Ethical Performance
inside intelligence for responsible business
 

interview

C of E: keeping faith in an ethical approach

November 2009

The Church of England continues to punch above its weight in the responsible investment world – and is not just focussed on exclusion.  Mike Scott talks to Edward Mason about its role as a high-profile investor

When it comes to ethical investing, the Church of England has been a pioneer. Church groups were among the first to look at their investments in the context of their beliefs, and to exclude certain investments that went against those tenets. This exclusion policy remains the starting point for the Church of England’s Ethical Investment Advisory Group (EIAG).

The EIAG makes recommendations on ethical investment policy to the Church’s national investing bodies – the Church Commissioners, who manage much of the historic assets of the Church of England; the CBF Church of England Funds, in which parishes, dioceses and church charitable trusts invest, and the Church of England Pensions Board.

‘There are certain activities that are just fundamentally unacceptable, or at least unacceptable in terms of the way they are practiced commercially at present, including tobacco, alcohol production, gambling, pornography and armaments,’ says Edward Mason, secretary to the EIAG.

However, the exclusions policy is reviewed regularly to take account of the ever-changing economic situation and the increasingly global focus of the Church’s investment policy. In 2009/2010, the EIAG will be reviewing its advice on the ethics of investment in the defence, alcohol and financial services sectors, having looked at climate change and stem cell research last year.

The increasing diversity of the economy has also raised unforeseen ethical issues in certain sectors. ‘The defence industry is so linked to other industries such as aerospace, IT, and transport that you have to look at where you draw the line,’ Mason points out.

Typically if companies have more than 25 per cent of sales in the exclusion sectors, then they are excluded – although the exclusions for armaments and pornography are more stringent. The EIAG also ‘positively recommends’ investment in companies with responsible employment practices, best corporate governance practice, conscientiousness with regard to human rights, sustainable environmental practice and sensitivity towards the communities in which the business operates, according to its annual report. ‘Technological developments create new issues such as cloning of embryos and genetically modified crops,’ Mason adds.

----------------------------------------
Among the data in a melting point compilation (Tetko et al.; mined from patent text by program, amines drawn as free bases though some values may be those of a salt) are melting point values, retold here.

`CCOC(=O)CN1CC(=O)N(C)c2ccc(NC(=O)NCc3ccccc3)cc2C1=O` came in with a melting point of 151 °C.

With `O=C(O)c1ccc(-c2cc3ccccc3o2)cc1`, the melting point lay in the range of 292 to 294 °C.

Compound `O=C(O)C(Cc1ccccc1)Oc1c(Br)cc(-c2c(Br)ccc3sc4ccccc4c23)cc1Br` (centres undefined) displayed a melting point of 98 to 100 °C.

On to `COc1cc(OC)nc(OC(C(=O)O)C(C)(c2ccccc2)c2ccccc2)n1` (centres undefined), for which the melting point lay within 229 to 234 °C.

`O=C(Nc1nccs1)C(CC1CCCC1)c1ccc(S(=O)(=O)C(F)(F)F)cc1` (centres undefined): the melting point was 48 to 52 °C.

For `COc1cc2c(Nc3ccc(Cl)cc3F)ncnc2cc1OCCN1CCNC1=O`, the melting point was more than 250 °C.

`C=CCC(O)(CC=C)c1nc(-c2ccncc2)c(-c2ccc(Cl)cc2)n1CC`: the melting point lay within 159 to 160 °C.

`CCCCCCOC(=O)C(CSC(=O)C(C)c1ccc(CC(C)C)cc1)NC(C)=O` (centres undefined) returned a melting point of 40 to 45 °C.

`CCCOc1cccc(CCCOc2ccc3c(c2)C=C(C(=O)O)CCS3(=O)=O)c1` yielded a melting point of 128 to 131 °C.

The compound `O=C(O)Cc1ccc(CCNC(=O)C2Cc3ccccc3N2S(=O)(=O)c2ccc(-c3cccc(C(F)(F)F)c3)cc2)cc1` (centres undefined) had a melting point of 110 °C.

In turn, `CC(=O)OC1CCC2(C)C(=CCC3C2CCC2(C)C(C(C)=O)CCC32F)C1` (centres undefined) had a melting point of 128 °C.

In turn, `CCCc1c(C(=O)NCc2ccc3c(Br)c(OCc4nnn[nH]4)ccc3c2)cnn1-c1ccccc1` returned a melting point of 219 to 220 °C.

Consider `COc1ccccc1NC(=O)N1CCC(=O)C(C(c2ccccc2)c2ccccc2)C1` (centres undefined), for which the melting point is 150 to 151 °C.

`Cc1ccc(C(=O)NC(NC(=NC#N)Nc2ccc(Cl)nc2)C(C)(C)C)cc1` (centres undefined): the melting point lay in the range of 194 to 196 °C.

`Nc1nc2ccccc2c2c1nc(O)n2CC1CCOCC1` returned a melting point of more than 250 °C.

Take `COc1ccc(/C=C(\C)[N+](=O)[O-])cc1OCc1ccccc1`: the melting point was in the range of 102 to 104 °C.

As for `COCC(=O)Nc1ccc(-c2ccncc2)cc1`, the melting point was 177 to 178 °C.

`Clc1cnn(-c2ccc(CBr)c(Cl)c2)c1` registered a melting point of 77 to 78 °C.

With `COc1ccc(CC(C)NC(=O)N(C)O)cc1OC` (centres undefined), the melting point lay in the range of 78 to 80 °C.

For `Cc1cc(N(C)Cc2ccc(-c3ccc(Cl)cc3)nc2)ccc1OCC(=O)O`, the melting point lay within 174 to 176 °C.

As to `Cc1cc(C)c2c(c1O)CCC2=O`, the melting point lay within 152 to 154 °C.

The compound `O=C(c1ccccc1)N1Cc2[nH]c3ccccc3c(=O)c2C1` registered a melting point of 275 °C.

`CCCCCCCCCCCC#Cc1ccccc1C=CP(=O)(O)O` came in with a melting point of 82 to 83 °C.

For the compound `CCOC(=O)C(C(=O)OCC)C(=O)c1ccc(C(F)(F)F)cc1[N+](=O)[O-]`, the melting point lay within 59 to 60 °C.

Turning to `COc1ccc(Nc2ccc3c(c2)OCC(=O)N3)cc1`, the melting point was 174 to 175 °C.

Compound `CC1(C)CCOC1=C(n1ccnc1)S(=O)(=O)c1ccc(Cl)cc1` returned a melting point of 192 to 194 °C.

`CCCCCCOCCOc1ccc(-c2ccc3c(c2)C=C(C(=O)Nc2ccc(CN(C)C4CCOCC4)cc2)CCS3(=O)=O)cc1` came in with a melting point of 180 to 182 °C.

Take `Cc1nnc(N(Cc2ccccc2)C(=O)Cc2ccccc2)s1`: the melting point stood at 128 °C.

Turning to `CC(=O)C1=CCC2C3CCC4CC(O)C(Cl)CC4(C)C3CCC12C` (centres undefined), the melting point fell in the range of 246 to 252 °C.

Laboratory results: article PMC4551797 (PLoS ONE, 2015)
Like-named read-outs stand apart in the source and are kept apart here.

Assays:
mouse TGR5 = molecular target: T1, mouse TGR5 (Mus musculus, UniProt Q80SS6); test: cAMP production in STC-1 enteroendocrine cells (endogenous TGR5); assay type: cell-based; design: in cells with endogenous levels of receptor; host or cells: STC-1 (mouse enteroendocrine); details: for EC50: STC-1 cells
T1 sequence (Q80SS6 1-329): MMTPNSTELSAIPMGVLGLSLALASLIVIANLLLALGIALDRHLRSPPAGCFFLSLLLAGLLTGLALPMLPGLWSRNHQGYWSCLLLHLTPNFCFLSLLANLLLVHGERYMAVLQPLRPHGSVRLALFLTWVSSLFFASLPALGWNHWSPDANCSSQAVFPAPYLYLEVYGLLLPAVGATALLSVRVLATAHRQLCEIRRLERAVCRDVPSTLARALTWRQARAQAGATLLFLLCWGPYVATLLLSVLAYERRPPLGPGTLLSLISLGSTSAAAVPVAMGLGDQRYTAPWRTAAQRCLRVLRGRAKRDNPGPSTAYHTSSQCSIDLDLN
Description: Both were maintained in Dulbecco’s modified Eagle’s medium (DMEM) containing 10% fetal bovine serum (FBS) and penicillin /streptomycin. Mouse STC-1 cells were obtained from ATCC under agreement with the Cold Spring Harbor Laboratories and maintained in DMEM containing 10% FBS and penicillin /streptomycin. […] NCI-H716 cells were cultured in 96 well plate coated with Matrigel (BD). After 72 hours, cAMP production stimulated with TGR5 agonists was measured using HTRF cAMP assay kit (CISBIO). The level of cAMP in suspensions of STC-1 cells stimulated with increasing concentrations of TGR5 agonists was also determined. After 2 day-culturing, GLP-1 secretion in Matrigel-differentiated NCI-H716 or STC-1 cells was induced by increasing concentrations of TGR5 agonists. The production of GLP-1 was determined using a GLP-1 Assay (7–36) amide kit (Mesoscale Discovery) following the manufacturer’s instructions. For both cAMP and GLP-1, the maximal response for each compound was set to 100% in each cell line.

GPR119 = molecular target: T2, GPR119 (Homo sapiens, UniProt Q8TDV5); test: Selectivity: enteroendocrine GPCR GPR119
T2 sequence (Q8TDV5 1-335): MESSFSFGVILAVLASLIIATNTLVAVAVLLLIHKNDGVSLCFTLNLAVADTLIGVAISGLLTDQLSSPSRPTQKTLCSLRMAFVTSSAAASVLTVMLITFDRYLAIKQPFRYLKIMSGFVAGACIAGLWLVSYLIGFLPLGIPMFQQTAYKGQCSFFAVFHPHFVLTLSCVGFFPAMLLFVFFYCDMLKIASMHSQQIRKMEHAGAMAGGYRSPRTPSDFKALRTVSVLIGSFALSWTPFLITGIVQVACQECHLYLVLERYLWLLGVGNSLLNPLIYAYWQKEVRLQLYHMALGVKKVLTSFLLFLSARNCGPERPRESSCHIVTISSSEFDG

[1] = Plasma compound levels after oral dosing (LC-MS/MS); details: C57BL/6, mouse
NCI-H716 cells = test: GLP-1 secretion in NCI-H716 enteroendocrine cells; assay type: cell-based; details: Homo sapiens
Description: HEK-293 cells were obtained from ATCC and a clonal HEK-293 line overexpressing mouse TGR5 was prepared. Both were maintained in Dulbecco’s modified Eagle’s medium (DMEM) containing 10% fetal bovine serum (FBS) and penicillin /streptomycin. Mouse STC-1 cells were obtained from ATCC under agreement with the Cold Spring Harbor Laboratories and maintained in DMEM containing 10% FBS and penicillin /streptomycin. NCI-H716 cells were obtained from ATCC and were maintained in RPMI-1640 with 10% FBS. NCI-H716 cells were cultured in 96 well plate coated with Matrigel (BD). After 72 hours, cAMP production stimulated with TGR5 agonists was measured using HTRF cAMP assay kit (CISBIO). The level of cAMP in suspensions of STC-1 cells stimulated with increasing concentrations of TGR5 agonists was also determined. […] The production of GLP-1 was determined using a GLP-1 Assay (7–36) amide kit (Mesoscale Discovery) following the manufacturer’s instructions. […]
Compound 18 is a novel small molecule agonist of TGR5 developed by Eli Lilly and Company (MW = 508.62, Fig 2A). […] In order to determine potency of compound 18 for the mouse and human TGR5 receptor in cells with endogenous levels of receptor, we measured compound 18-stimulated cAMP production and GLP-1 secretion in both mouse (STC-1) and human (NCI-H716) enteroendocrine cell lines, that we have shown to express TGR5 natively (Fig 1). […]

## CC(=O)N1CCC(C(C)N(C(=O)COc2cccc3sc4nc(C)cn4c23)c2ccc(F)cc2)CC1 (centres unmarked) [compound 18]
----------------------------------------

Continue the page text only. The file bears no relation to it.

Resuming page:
However, it would be wrong to think that the EIAG’s entire focus is on exclusions. ‘We do far more engagement than we used to,’ says Mason. Indeed, the Church has an unusual position within the engagement community. ‘We have a strong voice in engagement because we are a moral authority and our engagement is more powerful than our position on the shareholder register would suggest. Companies want to talk to us to find out our concerns.’ Engagement is seen as an important part of the Church’s interaction with the world, Mason adds.

The Church is almost by definition a long-term investor , which helps it see the wider CSR picture. Ultimately, however, what makes the Church different as an investor is that it has its own resources to develop its ethical thinking, the EIAG secretary concludes. The group’s members range from leading theologians to Richard Harvey, the former chief executive of insurance group Aviva, who left that job to focus on charity work. ‘We are a unique force in terms of the human resources we are able to employ,’ Mason believes.




Church of England | UK & NI Ireland | Business ethics

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